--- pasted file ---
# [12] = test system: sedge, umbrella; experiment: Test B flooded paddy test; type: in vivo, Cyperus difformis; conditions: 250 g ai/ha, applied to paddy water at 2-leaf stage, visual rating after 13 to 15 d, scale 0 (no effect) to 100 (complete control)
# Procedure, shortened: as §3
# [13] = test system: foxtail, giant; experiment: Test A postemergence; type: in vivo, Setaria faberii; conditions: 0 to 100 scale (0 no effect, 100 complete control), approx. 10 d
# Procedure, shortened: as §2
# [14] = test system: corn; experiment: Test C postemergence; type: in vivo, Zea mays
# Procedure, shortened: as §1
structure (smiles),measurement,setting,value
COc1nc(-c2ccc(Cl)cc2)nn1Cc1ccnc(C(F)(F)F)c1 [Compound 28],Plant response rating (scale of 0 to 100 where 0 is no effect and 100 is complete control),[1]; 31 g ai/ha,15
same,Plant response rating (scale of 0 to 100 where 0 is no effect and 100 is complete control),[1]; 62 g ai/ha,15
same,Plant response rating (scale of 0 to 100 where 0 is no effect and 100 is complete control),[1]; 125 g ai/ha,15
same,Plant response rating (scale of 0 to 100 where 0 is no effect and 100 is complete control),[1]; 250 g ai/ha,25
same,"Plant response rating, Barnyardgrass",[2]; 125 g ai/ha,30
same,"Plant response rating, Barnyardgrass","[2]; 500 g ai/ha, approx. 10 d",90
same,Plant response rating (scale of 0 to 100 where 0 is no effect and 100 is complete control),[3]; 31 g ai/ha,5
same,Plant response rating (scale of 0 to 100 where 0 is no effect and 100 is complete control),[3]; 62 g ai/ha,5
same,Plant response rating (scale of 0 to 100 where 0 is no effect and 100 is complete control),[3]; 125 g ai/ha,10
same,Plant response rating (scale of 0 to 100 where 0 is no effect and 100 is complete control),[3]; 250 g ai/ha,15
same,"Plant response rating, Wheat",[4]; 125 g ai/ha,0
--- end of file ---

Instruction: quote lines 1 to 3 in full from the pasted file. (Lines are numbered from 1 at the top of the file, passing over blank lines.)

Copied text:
# [12] = test system: sedge, umbrella; experiment: Test B flooded paddy test; type: in vivo, Cyperus difformis; conditions: 250 g ai/ha, applied to paddy water at 2-leaf stage, visual rating after 13 to 15 d, scale 0 (no effect) to 100 (complete control)
# Procedure, shortened: as §3
# [13] = test system: foxtail, giant; experiment: Test A postemergence; type: in vivo, Setaria faberii; conditions: 0 to 100 scale (0 no effect, 100 complete control), approx. 10 d